Powered by solar photovoltaic (PV) panels and distributed through a simple pay-as-you go model, it provides smallholder farmers and peri-urban communities with much-needed electricity.
Tree_Sea.mals – a reference to the ecosystems of trees, sea life and other animals – was established by Tracy Kimathi straight out of university. After completing an environmental science degree and interning at an energy company, the young graduate set her sights on developing products that harness the natural world to help people.
Today, her six-month-old pilot project stands in Meru, rural Kenya, where her parents and grandparents grew up. In the foothills of Mount Kenya, the equatorial region gets high levels of irradiation, and is ideal for solar PV. But connection to power grids is financially out of reach for the majority of Meru’s outlying village residents and other rural Africans. The Tree_Sea.mals Micro-grid is set to change that.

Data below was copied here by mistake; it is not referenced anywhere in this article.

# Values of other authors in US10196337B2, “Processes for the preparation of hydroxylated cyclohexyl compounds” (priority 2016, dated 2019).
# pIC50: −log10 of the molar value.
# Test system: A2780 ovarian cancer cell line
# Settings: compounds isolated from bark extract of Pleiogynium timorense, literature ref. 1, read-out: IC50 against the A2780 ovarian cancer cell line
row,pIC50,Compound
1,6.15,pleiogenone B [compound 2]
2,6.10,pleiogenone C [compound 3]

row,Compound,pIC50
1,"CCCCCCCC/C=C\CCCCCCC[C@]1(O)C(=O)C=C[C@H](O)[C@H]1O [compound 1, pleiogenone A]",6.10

The weekly fee paid for her pilot mini-grid to power the home of a family of 12 is less than the family would pay to be connected to the national grid. The children have a reading room for the first time, cell phones used to run the farming business charge in the lounge, and lights extend the day in each room.
Kimathi’s next installation will incorporate a refrigeration system which can be rented out to the community for extra income, and help keep beef, milk, and even medicine, for longer.